The Holocaust. Terms and People Holocaust − name now used to describe the systematic murder by the Nazis of Jews and others anti-Semitism − prejudice.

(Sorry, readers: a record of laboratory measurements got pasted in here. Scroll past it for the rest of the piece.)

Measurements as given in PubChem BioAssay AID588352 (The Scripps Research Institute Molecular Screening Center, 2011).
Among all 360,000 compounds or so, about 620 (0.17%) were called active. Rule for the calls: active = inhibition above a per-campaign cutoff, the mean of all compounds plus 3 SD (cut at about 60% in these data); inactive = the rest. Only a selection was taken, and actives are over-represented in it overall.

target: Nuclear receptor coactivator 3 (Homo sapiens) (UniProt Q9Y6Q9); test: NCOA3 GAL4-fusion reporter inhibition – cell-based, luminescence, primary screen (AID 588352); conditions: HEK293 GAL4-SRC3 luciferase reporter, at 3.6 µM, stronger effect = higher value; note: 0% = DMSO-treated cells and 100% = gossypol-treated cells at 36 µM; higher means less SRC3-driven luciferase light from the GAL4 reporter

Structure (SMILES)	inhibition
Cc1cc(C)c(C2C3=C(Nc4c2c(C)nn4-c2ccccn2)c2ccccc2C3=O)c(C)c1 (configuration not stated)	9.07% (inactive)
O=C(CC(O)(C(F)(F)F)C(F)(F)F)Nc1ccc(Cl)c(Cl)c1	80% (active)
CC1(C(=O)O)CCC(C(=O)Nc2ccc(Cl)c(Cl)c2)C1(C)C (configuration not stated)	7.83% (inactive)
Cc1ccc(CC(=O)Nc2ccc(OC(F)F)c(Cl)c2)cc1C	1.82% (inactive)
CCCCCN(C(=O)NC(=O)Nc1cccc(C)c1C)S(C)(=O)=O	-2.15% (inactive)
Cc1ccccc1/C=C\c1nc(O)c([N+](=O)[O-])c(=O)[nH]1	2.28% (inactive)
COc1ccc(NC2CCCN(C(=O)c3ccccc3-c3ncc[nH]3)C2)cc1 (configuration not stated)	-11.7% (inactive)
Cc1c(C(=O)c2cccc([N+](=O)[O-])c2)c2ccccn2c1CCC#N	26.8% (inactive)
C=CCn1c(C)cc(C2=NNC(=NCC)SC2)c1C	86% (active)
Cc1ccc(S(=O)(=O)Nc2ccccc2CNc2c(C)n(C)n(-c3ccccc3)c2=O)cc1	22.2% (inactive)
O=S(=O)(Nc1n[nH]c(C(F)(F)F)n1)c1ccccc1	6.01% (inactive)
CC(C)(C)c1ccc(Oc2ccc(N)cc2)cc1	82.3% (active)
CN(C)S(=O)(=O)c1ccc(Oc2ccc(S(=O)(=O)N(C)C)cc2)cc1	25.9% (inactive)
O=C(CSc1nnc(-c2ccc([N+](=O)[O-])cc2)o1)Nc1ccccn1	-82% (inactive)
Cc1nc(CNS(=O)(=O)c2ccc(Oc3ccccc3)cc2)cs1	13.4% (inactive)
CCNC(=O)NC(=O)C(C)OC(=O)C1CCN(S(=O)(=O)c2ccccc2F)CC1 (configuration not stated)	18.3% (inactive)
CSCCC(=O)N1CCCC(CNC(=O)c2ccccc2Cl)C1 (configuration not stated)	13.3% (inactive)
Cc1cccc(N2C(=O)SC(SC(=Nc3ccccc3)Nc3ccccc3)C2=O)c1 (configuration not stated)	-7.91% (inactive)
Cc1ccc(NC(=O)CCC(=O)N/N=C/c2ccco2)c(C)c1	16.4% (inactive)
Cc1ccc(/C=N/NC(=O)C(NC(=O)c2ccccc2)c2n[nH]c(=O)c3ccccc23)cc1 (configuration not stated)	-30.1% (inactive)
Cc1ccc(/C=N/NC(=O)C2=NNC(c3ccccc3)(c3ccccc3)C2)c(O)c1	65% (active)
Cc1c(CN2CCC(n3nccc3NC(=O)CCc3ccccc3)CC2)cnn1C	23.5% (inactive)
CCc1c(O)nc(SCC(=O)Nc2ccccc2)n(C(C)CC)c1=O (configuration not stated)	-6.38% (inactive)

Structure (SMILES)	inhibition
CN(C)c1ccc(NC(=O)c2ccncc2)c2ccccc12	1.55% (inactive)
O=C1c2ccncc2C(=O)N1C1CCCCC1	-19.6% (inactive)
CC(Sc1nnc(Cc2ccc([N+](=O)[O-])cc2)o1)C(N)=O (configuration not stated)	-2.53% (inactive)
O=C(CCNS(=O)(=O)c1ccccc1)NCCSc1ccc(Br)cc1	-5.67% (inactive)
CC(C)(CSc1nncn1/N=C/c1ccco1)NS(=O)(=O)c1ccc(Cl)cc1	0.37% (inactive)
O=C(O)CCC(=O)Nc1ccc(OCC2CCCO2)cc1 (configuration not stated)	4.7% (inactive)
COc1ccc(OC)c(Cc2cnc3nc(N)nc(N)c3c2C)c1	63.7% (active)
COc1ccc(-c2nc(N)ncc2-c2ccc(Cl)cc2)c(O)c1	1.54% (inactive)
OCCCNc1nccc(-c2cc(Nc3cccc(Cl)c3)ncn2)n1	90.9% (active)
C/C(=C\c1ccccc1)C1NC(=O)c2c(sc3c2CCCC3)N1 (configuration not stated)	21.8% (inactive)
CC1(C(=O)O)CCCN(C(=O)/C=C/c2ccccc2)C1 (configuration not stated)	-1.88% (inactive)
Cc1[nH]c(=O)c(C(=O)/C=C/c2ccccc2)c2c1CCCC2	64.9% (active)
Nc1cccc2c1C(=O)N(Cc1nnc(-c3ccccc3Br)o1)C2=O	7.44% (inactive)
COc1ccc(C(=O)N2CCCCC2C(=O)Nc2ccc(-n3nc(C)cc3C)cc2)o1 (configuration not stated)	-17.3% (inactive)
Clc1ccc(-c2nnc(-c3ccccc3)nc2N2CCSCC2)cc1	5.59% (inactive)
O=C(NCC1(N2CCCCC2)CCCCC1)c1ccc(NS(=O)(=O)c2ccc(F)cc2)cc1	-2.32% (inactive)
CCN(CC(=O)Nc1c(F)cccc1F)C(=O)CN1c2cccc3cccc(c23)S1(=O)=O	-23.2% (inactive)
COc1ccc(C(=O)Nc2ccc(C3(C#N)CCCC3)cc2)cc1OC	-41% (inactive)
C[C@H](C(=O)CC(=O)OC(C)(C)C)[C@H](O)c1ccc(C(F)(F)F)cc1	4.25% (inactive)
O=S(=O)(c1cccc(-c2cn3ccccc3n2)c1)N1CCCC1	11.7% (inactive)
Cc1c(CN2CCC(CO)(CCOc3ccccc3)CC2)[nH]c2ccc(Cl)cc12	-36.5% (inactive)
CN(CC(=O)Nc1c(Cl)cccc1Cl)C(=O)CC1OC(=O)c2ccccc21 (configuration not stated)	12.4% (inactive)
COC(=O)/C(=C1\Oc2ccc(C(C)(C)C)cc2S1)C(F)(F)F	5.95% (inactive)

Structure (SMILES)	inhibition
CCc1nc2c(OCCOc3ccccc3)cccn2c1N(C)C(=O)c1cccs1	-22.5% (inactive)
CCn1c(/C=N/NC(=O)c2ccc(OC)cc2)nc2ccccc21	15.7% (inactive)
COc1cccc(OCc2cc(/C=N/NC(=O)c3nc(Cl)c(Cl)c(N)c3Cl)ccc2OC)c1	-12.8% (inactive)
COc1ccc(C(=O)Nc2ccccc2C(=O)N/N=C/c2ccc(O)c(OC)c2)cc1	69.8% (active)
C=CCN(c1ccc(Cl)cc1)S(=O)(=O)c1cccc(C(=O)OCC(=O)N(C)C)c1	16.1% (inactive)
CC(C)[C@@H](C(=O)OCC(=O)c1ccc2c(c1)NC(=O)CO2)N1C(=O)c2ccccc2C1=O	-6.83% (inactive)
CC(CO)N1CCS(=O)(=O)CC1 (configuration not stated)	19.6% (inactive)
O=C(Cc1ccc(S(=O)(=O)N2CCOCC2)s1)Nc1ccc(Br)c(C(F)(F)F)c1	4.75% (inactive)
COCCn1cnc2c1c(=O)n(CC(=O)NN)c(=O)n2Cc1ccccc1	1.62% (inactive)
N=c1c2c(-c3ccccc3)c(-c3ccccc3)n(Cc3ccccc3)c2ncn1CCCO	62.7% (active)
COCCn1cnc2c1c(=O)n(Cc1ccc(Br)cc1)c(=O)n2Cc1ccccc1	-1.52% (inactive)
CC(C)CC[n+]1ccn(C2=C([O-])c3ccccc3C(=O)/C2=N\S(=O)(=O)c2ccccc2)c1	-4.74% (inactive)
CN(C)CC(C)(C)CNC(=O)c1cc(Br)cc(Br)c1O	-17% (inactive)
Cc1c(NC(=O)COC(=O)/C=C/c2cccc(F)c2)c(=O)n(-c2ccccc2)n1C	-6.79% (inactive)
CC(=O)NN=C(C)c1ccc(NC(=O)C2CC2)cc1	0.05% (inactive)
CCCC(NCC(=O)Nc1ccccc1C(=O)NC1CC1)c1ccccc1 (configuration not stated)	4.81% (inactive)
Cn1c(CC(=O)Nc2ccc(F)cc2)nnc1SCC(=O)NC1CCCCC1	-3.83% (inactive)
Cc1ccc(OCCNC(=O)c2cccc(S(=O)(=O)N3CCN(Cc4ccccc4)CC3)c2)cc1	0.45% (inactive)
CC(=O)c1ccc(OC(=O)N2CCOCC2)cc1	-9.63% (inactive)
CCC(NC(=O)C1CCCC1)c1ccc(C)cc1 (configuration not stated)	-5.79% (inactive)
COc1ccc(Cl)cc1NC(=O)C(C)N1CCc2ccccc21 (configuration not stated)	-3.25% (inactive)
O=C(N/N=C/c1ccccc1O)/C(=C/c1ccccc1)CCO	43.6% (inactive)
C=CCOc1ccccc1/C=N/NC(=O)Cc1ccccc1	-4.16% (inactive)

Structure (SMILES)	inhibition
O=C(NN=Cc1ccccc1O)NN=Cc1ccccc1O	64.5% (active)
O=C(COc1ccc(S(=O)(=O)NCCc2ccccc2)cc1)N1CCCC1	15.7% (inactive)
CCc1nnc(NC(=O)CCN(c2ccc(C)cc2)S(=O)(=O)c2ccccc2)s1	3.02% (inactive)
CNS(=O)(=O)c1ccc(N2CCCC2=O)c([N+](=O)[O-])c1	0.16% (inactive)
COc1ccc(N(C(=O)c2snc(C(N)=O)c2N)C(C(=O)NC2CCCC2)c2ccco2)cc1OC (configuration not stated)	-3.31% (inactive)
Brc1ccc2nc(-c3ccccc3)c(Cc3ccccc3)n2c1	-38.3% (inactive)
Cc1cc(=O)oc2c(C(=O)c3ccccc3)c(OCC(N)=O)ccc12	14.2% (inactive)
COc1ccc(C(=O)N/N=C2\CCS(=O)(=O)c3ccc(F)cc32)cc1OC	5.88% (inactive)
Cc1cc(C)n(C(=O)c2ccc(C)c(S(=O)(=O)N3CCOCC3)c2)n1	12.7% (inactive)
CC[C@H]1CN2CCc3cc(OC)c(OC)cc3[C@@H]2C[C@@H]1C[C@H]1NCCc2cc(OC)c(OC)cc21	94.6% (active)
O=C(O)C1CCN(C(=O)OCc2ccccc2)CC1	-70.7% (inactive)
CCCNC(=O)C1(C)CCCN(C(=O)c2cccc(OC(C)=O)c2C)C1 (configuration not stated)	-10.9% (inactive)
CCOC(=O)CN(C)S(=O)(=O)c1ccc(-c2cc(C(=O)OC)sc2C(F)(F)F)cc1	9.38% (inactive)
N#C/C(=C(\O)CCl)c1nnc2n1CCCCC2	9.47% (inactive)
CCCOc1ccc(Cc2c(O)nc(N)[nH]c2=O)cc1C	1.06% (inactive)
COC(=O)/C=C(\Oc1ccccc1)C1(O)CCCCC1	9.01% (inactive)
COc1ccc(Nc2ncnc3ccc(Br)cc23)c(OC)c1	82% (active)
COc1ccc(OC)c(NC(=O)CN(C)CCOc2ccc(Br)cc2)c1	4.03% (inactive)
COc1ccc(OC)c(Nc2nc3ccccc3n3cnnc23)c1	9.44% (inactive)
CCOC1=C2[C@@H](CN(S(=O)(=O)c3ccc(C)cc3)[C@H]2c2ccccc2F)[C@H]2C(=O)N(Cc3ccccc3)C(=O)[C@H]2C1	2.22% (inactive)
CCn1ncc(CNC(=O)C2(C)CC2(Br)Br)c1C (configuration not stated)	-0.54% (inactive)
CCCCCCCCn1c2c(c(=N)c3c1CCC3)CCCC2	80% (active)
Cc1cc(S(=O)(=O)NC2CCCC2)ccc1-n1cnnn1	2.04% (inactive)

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Slide 1 The Holocaust Slide 2 Terms and People Holocaust name now used to describe the systematic murder by the Nazis of Jews and others anti-Semitism prejudice and discrimination against Jewish people Nuremberg Laws laws enacted by Hitler that denied German citizenship to Jews Kristallnacht November 9, 1938 night of organized violence in which Jews were arrested and killed and synagogues and Jewish businesses destroyed Slide 3 genocide willful annihilation of a racial, political, or cultural group concentration camp camps used by the Nazis to imprison undesirable members of society death camp Nazi camp designed for the extermination of prisoners War Refugee Board U.S. government agency founded in 1944 to save Eastern European Jews Terms and People (continued) Slide 4 Roots of the Holocaust Racist belief that proclaimed Aryans superior to other people Desire by Hitler and others to blame someone for Germanys problems following World War I Hitler found someone to blame: the Jews. The Nazi movement trafficked in hatred and anti-Semitism. Slide 5 Jewish businesses were boycotted. Jews were fired from their jobs. Jews were barred from working in fields such as banking, law, and medicine. At first, the focus of persecution was economic. Slide 6 In time, laws were passed that broadened the persecution. Nuremberg Laws, passed in 1935 Denied Jews German citizenship Banned marriage between Jews and non-Jews Segregated Jews at every level of society Slide 7 Slide 8 The hatred directed against Jews soon turned violent. On November 9-10 1938 night known as Kristallnacht, hundreds of Jews were killed and Jewish businesses and synagogues burned. Hitlers secret police carried out vicious attacks. Slide 9 Killing Squads and Ghettos In 1938 Hitler began his Final Solution Nazi death squads rounded up Jews in Poland and shot all Jews on the spot. Jews were also rounded up and place in ghettos. These towns were sealed off with barbed wire. Slide 10 Slide 11 Slide 12 Pawia Street is bustling with a small portion of the approximately 450,000 people that lived in the Warsaw ghetto in early 1941. At this time, the ghetto contained about 840 acres, of which 760 acres were habitable. About 37% of the Greater Warsaw population was squeezed into 4.6% of the area of the city. Slide 13 Political opponents and anyone labeled undesirable also were imprisoned. Hitlers final solution to the Jewish question was genocide extermination of all Jews. Beginning in the 1930s, Jews were forced from their homes, put onto trains, and taken to concentration camps. Slide 14 Some concentration camps were death camps. There, prisoners were killed in gas chambers or shot, and their bodies burned. Slide 15 Prisoners in other camps were forced to perform heavy labor, often brutalized by the guards. Some were tortured or subjected to horrible medical experiments. Death by starvation and disease was common. Millions of people died in concentration camps. Slide 16 A 1943 conference to discuss possible rescue plans ended with no concrete action being taken. The United States and other countries blocked fleeing Jews from immigrating. For years, the Allies had received reports of Jews being killed in Nazi camps. Yet little was done to stop it. Slide 17 Though they expressed concern, American leaders remained focused on their war plans. Some suggested they bomb the rail lines leading to the camps. But the military hesitated to divert battle resources. In 1944, Roosevelt created the War Refugee Board in an attempt to help Jews in Eastern Europe. Sadly, too few were saved. Slide 18 When Allied soldiers liberated the camps at wars end, they were stunned by the horror before them. Americans reacted with an outpouring of sympathy and a desire to help. Many survivors eventually found homes in the United States. Slide 19 Slide 20 Slide 21 Slide 22 Slide 23 Slide 24 Slide 25 Slide 26 Slide 27 Slide 28 Slide 29 Slide 30 Slide 31 Slide 32 Slide 33 Slide 34 Slide 35 The state of Israel was founded in 1948. Truman immediately recognized the new nation, and the United States became a staunch ally. The enormity of the Nazi crime led to renewed calls for an independent Jewish state.
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